President losing young supportersSome of the young and aspiring politicians formerly categorized as “President Park Geun-hye’s people” appear to be turning away from her. These moves mostly seem to stem from an overall discontentment with the conservative president’s stance and her performance over the past 11 months.
Sohn Su-jo, a 28-year-old political rookie with the ruling Saenuri Party who ran against Democratic Party giant Moon Jae-in in the April 2012 general election, wrote on her personal Facebook page on Sunday that the Saenuri “ended up returning the passion of young people with falsehoods.”
Sohn, an icon of reform for the ruling party under Park’s leadership, was appointed as the head of its future generation committee a year ago.
She garnered significant political attention for her low-cost campaign against Moon, a Democratic heavyweight. Park, who was then the Saenuri’s presidential candidate, personally supported her run and Sohn earned the nickname the “Park Geun-hye kid.”
However, Sohn, who recently completed her one-year term as committee leader, criticized Park and the ruling party for replacing committee members without discussing the decision with current ones. She added that “no proper young person would stay with the Saenuri under the current system; the party does not seem to be adept at fostering next-generation politicians.”
Lee Jun-seok, another Park favorite, was also vaguely critical of the administration on Tuesday.
“The reason North Korea is ridiculous is because it destroys and delays key issues at its disposal and reacts very strongly and rapidly to behaviors that insult its own leaders,” he wrote on his Facebook page. “That’s why the international community ridicules North Korea.
“[In difficult times], party leaders only think of the top leader’s agenda” he added. “This is really a story about North Korea, actually. But it remains to be seen whether this is merely about North Korea.”
His comments leave room for multiple interpretations, including controversy surrounding what some critics and politicians describe as Park’s reluctance to accept criticism and advice.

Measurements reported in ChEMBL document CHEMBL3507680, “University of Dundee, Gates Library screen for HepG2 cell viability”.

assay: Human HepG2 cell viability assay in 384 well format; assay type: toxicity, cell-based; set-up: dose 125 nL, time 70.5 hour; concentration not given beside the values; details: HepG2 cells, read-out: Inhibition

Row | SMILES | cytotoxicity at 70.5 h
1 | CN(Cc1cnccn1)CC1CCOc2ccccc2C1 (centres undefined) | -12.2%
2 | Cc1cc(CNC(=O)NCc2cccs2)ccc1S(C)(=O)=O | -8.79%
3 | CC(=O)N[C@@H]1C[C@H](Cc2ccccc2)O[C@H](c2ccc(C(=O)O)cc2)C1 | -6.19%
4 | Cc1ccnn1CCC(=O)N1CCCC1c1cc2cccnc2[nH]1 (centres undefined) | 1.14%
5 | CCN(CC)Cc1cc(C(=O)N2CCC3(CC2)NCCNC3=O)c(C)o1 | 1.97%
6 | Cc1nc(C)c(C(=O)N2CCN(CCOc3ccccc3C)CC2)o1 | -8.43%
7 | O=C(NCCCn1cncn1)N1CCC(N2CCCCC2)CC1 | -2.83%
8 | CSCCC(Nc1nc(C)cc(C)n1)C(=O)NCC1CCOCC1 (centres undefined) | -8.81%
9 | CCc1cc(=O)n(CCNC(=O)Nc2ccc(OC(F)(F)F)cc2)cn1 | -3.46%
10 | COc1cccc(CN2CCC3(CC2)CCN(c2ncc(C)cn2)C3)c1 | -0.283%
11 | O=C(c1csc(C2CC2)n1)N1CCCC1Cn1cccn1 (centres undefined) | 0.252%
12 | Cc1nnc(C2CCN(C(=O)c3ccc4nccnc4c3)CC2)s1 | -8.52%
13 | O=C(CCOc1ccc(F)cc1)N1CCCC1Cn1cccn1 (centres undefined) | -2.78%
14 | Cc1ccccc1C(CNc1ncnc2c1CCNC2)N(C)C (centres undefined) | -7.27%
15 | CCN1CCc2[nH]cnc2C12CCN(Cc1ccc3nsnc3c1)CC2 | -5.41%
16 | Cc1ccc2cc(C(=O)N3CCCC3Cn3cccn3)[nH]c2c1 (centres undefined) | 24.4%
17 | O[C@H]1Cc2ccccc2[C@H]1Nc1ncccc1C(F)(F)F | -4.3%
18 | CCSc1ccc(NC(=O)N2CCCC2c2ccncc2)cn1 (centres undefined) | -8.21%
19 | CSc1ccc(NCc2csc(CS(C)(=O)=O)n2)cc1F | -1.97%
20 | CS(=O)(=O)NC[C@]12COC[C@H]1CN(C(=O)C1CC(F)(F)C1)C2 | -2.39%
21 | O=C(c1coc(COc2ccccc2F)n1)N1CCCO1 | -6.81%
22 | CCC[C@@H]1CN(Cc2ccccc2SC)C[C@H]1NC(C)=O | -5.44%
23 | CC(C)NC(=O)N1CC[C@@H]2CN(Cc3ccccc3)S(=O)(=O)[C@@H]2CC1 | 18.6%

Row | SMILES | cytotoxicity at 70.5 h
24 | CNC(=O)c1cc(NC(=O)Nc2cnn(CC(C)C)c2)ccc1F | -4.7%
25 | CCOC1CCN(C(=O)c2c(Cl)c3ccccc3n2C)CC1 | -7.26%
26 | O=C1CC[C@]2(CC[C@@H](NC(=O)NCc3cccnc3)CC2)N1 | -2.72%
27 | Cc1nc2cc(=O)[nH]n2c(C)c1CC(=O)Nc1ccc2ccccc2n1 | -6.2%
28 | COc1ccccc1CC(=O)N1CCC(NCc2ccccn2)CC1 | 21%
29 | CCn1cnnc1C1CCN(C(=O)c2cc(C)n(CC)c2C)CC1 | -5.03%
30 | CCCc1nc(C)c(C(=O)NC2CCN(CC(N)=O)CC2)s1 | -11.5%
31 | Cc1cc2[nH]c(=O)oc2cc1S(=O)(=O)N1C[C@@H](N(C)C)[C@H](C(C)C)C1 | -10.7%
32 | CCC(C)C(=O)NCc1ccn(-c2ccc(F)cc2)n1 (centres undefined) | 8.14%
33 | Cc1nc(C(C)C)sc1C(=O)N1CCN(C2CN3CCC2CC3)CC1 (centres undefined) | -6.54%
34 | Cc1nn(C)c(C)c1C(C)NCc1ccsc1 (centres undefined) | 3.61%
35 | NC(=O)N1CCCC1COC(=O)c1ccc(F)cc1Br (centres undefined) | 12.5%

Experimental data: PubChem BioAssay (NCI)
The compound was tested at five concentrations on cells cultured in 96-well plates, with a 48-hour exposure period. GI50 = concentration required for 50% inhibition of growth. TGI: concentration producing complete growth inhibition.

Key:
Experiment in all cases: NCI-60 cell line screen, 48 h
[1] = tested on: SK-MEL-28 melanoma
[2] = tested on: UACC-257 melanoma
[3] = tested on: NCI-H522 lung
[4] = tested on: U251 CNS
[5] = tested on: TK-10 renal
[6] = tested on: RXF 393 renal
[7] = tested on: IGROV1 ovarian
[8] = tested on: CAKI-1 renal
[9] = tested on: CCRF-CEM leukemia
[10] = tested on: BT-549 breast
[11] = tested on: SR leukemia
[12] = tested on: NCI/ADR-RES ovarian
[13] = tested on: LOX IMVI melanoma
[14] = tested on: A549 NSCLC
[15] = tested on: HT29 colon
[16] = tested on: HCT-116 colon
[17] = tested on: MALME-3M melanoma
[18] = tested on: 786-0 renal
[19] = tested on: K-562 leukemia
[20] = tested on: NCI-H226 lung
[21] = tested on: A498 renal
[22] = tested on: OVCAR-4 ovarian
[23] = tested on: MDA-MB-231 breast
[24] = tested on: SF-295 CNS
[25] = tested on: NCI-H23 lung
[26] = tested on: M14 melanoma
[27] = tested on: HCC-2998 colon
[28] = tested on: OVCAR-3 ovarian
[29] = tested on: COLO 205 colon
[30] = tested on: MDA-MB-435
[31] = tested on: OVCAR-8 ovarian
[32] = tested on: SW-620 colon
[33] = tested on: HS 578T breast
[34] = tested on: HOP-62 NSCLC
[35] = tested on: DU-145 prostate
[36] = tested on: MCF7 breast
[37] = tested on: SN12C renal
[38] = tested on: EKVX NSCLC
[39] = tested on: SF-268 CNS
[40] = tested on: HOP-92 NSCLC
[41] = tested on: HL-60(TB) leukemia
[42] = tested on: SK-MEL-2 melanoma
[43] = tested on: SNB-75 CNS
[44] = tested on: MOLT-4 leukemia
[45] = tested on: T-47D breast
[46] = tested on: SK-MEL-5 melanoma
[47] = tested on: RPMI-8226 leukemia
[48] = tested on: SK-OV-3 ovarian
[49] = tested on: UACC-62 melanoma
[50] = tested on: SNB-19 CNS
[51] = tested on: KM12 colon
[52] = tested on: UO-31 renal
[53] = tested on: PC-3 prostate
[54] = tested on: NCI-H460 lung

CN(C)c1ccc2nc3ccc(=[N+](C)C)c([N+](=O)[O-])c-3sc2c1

Lee, a 28-year-old graduate of Harvard University, served as one of the members of the Saenuri Party’s emergency leadership committee from December 2011 to May 2012. Afterward, he refused an offer from the ruling party to become a proportional representative and returned to his previous job to run his own education start-up.
In a similar move, Kim Jong-in - famous for being a long-time economic adviser for President Park - recently left his position with the ruling party. Though not a lawmaker, Kim headed the Saenuri’s committee for the promotion of public happiness.
“I am going back to where I used to belong since I have nothing to do at the party,” he said in a CBS radio show last Friday. “I want to be free again like before.”
Kim, however, has yet to set an exact date for withdrawing his membership.
Some speculate that his voluntary defection may signal his condemnation of Park’s failure to fully comply with her campaign pledges over economic democratization and welfare and her unilateral way of governance.
In the same CBS radio show on Friday, Lee Sang-don, an honorary professor of law at Chung-Ang University and a conservative political activist, said Park had deviated too far from her original promises during the presidential race.
“It seems like she has gone a little far from the steps she showed as a lawmaker with the opposition party before,” Lee said. “Once you launch the government, you should have the attitude that you will do your best to cooperate with the opposition party and to debate in matters needing debate.”
He added that Park’s campaign promises regarding political reform, creative economy and an overhaul of the prosecution system seem to have faded since her inauguration.
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